Yet, that’s what wilderness often means, and that’s why I love this place. It's not a national park, nor a state park, nor even a recreation area. Northwestern Montana's Bob Marshall Wilderness is the biggest such area in the lower 48 states and also boasts the highest concentration of grizzly bears.
There are no bridges, trail markers, phone signals, or tourists. To cross a river, you roll up your pants, don some trekking poles, and hop into the biting melted-glacier-water. Sometimes waist deep. Navigating this wilderness requires a good map, solid outdoor skills, and a propensity not to freak out when you feel lost (ahem – something I'm still developing).
Our tents sprawled amidst the trees surrounding the main community area, which held a primitive fire ring and makeshift kitchen. We dug our latrine a short walk from camp with a breathtaking view of the river below and a tree trunk to hug for balance. It was the loveliest place I've ever taken a dump.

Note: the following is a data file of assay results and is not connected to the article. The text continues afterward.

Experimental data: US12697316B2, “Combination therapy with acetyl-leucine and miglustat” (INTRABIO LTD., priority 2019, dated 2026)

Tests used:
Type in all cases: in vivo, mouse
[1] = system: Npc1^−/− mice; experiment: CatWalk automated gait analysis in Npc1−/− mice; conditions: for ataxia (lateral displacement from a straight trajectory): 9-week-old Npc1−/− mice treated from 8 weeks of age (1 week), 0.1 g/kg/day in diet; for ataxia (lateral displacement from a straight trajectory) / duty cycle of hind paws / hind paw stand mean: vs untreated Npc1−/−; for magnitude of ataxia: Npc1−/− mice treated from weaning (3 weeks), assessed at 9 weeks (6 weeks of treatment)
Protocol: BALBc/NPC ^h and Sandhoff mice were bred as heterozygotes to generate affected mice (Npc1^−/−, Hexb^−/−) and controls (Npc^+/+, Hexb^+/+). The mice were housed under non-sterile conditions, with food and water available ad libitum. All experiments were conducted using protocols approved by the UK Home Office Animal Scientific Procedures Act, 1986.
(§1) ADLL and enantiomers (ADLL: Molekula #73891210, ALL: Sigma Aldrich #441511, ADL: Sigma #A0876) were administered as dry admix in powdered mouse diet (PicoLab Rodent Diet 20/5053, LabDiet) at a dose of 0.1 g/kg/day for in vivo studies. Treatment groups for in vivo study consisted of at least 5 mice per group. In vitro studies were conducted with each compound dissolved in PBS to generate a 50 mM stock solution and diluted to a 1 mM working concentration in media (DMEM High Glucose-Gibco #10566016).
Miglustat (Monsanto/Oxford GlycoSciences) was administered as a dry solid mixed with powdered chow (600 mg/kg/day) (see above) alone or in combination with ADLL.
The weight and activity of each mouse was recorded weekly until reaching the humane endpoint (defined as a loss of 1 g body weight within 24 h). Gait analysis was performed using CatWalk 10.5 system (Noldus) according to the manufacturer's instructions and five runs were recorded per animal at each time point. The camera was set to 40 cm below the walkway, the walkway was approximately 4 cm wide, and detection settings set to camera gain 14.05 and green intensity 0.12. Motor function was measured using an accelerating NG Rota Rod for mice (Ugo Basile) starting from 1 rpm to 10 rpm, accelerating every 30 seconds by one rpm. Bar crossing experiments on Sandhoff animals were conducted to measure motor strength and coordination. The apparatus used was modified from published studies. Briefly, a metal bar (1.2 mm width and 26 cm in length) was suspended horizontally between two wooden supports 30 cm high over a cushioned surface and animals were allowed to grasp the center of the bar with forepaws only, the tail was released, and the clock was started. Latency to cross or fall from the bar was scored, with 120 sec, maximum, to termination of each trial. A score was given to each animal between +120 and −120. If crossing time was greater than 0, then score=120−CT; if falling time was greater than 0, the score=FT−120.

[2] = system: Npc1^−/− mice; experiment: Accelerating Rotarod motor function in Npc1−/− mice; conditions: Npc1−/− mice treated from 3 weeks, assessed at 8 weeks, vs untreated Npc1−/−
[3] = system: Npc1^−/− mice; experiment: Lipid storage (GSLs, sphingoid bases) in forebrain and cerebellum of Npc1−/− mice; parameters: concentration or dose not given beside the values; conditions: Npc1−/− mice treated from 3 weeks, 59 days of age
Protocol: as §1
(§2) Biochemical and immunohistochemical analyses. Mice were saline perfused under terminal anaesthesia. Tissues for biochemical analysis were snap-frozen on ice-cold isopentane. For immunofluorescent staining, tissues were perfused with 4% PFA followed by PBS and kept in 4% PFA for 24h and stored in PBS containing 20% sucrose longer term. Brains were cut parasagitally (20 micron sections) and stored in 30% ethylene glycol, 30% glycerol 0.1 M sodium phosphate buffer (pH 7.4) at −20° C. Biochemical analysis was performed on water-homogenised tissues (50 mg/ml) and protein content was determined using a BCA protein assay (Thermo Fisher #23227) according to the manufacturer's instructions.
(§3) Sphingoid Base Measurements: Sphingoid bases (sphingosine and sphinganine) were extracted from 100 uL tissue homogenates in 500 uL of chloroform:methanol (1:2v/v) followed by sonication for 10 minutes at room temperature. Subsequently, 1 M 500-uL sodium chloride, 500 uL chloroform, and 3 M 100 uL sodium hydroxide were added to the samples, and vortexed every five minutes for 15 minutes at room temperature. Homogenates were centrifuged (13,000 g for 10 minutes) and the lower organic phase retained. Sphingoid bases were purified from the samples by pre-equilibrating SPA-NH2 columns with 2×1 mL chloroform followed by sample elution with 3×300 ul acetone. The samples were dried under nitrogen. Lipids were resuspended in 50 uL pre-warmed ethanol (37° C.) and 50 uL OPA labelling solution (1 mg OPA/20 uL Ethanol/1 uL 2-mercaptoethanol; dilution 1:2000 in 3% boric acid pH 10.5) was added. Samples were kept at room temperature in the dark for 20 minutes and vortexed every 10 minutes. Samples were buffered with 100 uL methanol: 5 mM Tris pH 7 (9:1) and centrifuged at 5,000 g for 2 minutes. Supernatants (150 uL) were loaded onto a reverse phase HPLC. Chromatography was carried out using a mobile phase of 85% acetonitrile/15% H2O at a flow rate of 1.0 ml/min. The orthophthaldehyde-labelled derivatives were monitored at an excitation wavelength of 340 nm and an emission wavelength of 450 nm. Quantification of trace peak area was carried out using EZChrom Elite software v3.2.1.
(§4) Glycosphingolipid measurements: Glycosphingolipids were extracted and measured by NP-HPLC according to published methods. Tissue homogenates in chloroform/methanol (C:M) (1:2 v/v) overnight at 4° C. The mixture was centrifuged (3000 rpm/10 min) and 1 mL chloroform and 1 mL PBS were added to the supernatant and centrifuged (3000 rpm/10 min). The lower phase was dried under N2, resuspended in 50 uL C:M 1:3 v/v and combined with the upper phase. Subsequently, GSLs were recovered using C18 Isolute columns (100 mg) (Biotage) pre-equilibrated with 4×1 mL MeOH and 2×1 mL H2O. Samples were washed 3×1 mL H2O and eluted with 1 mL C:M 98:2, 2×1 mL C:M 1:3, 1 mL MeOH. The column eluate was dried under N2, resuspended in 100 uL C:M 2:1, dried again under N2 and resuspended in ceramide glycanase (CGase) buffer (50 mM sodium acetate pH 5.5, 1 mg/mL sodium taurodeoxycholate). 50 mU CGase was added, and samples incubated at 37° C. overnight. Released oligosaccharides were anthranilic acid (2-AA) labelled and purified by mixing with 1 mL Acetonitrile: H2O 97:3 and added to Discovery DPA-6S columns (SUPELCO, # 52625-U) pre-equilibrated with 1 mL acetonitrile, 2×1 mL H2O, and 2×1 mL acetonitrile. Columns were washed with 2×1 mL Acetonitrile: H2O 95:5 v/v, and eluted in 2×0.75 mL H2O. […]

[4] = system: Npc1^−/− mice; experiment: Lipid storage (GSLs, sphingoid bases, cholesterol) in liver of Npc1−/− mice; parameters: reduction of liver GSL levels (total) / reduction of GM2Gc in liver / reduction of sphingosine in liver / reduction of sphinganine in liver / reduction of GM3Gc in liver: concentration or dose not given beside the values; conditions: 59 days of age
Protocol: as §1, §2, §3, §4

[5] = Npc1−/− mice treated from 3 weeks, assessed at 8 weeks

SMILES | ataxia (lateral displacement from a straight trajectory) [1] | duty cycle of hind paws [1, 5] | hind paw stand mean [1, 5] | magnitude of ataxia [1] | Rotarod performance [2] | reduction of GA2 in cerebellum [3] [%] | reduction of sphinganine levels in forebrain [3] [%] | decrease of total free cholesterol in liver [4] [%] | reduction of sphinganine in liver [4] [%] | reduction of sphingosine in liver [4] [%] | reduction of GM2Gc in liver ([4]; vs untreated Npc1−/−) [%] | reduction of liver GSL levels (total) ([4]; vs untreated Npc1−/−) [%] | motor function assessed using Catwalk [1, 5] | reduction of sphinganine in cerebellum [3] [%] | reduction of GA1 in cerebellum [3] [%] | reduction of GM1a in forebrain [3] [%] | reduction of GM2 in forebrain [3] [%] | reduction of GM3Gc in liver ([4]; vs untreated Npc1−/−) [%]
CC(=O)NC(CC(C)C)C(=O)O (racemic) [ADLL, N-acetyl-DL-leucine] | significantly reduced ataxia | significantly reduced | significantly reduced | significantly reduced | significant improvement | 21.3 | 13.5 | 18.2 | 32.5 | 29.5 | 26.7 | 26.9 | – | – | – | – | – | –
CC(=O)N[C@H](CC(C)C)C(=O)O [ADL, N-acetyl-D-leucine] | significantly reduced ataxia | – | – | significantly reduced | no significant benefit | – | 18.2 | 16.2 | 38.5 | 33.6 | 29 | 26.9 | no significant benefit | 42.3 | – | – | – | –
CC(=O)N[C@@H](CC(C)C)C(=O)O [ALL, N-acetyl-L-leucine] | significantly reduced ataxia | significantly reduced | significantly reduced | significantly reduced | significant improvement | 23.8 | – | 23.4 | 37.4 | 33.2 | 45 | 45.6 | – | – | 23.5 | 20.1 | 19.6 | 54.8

Each day, the ten of us – five men and five women ranging in age from 17 to 64 – hiked straight up the steep mountain trail with daypacks and heavy tools. We returned to camp each night covered head to toe in black soot from the burnt tree trunks and with bodies stinking from a hard day’s work.
I missed nothing about my "civilized" life back home. This trip reinforced my belief that humans are not meant to be domesticated. While not everyone can find joy in being covered with grime and working their muscles to the point of shaky exhaustion on a remote mountain trail, everyone has a wild place inside of them that should be heard, tended and allowed to breathe.
This adventure helped me to realize that my wildness was gradually shriveling at my 60-hour-a-week job in Washington D.C. In the summer of 2012, I headed West once again, but this time I have no intention of going back.